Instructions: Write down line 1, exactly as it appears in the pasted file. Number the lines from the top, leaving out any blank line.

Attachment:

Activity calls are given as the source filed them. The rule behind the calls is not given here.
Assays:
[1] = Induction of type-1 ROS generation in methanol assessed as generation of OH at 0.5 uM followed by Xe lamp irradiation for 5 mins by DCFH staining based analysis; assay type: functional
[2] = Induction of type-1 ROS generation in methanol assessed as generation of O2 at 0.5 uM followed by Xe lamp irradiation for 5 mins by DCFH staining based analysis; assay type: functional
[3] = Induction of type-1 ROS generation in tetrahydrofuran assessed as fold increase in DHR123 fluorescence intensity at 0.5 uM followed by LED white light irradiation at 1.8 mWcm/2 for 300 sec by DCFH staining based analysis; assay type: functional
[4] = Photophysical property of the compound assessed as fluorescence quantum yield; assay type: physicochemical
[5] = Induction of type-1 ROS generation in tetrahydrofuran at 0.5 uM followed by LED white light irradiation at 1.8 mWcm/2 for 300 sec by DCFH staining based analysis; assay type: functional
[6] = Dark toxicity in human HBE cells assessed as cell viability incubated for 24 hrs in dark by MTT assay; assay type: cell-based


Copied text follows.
Activity calls are given as the source filed them. The rule behind the calls is not given here.